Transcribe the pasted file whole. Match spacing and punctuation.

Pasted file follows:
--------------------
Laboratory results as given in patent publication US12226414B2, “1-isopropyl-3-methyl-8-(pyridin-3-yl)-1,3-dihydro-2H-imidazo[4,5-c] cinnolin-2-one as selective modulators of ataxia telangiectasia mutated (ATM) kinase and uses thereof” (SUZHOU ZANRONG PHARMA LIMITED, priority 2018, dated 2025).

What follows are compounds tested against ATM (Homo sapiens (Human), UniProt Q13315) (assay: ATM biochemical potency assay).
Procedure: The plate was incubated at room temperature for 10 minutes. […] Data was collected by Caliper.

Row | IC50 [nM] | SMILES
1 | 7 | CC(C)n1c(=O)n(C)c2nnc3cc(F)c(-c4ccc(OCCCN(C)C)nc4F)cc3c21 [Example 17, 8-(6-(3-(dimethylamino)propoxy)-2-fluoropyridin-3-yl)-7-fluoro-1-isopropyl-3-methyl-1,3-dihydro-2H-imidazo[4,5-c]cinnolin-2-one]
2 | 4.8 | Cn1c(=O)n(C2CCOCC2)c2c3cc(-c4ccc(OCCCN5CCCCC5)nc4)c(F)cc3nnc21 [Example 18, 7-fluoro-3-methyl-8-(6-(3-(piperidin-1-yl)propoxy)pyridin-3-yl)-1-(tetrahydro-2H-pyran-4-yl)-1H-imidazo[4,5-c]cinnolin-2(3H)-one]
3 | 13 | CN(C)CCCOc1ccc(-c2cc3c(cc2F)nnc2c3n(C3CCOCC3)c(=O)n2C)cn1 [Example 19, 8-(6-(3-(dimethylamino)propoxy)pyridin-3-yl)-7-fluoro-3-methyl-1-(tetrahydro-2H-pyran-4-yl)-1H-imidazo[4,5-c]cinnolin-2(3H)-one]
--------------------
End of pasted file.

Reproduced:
Laboratory results as given in patent publication US12226414B2, “1-isopropyl-3-methyl-8-(pyridin-3-yl)-1,3-dihydro-2H-imidazo[4,5-c] cinnolin-2-one as selective modulators of ataxia telangiectasia mutated (ATM) kinase and uses thereof” (SUZHOU ZANRONG PHARMA LIMITED, priority 2018, dated 2025).

What follows are compounds tested against ATM (Homo sapiens (Human), UniProt Q13315) (assay: ATM biochemical potency assay).
Procedure: The plate was incubated at room temperature for 10 minutes. […] Data was collected by Caliper.

Row | IC50 [nM] | SMILES
1 | 7 | CC(C)n1c(=O)n(C)c2nnc3cc(F)c(-c4ccc(OCCCN(C)C)nc4F)cc3c21 [Example 17, 8-(6-(3-(dimethylamino)propoxy)-2-fluoropyridin-3-yl)-7-fluoro-1-isopropyl-3-methyl-1,3-dihydro-2H-imidazo[4,5-c]cinnolin-2-one]
2 | 4.8 | Cn1c(=O)n(C2CCOCC2)c2c3cc(-c4ccc(OCCCN5CCCCC5)nc4)c(F)cc3nnc21 [Example 18, 7-fluoro-3-methyl-8-(6-(3-(piperidin-1-yl)propoxy)pyridin-3-yl)-1-(tetrahydro-2H-pyran-4-yl)-1H-imidazo[4,5-c]cinnolin-2(3H)-one]
3 | 13 | CN(C)CCCOc1ccc(-c2cc3c(cc2F)nnc2c3n(C3CCOCC3)c(=O)n2C)cn1 [Example 19, 8-(6-(3-(dimethylamino)propoxy)pyridin-3-yl)-7-fluoro-3-methyl-1-(tetrahydro-2H-pyran-4-yl)-1H-imidazo[4,5-c]cinnolin-2(3H)-one]